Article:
The words "Thank you for your business" are printed on the bottom of the receipt. One possible reason for this is simply to be polite. What is another possible reason?

Feedback for Question 19

This question is not marked automatically.

A correct answer would refer either explicitly or implicitly to development of the business-customer relationship. Example responses include: - It's good for business to be nice to you. - To create a good relationship with the customer. - They want you to come back.

From braams Thu Jan 3 10:52:24 2002
Subject: PISA mathematics assessment sample

Here follow two sample mathematics questions from the OECD PISA study (Programme on International Student Assessment), from their web site at www.pisa.oecd.org . Only a few sample questions are posted there, and most of them are of the constructed response variety. I interpret the "feedback" following each question as the scoring guideline.

[The two questions, questions 5 and 6 of the sample, refer to a drawing of three shapes in the plane. The shapes are labeled (A), (B) and (C). Figure B is a circle. Figures A and C look like squid; these two figures have each a very jagged edge, with lots of indents, and their overall size is such that they would just fit inside or on the circle, figure B. I don't think I'm giving much away if I say that figures A and C have very obviously smaller area and larger circumference than figure B. --BJB]

Question 5: Shapes

Which of the figures has the largest area? Give explanations for your answer.

Feedback for Question 5

This question is not marked automatically.

To obtain full credit the answer B, must be supported with plausible reasoning.

B. It doesn't have indents in it which decreases the area. A and C have gaps.

B, because it's a full circle, and the others are like circles with bits taken out.

B, because it has no open areas.

Question 6: Areas

Describe a method for estimating the area of figure C.

Feedback for Question 6

This question is not marked automatically.

To obtain full credit a reasonable method must be given.

Draw a grid of squares over the shape and count the squares that are more than half filled by the shape.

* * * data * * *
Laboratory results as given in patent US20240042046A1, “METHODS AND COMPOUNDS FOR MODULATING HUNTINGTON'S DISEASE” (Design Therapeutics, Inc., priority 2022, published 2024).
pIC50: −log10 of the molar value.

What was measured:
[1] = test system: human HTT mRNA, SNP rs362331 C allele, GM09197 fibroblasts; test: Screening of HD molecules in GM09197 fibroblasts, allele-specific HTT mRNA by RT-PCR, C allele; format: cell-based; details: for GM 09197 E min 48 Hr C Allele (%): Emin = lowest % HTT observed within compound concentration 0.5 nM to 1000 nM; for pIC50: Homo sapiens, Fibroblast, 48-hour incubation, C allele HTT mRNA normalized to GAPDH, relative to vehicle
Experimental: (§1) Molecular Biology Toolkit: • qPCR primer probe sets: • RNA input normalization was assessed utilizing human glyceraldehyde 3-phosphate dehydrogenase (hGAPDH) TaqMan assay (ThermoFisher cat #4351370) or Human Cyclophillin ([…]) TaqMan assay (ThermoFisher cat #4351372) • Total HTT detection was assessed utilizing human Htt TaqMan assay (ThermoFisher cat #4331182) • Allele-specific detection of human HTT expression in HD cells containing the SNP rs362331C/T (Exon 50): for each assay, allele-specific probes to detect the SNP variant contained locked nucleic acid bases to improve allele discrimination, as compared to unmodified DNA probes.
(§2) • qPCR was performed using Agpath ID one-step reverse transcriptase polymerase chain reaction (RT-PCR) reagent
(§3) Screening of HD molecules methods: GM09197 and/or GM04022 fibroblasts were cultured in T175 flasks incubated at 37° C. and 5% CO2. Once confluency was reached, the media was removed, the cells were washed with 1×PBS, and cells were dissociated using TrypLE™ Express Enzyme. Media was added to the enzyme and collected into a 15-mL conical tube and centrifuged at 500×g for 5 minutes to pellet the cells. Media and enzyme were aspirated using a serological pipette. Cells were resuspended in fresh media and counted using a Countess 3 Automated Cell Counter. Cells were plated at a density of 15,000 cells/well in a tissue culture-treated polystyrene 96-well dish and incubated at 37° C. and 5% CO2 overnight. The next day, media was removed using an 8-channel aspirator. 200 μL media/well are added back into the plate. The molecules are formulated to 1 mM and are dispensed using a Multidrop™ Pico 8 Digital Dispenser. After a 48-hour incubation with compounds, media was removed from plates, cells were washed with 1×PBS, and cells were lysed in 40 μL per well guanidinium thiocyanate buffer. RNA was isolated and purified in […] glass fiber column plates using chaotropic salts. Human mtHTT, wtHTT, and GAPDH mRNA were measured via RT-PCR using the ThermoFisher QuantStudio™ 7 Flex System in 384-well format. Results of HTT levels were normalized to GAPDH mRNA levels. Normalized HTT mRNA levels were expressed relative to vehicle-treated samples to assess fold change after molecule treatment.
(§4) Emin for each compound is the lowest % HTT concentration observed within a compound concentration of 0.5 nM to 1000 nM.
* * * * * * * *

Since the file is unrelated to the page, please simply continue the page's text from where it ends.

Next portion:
Cut the arms off the shape and rearrange the pieces so that they fill a square then measure the side of the square.

Build a 3D model based on the shape and fill it with water. Measure the amount of water used and the depth of the water in the model. Derive the area from the information.

You could fill the shape with lots of circles, squares and other basic shapes so there is not a gap. Work out the area of all of the shapes and add together.

Redraw the shape onto graph paper and count all of the squares it takes up.

Drawing and counting equal size boxes. Smaller boxes = better accuracy (Here the student's description is brief, but we will be lenient about student's writing skills and regard the method offered by the student as correct)

Bastiaan J. Braams - braams@math.nyu.edu
Courant Institute, New York University
251 Mercer Street, New York, NY 10012-1185

Dear All,

Earlier this morning I posted sample questions for reading and mathematics from The OECD PISA study (Programme on International Student Assessment). Here is a description of the general nature of PISA and then, specifically, the focus of the mathematics assessment component. It is all taken from the PISA web site, http://www.pisa.oecd.org . I'm posting this without editorial commentary, as I have not yet found quite the right words.


What PISA assesses

Skills and knowledge that prepare students for life, and for lifelong learning

PISA is based on a dynamic model of lifelong learning in which new knowledge and skills necessary for successful adaptation to a changing world are continuously acquired throughout life.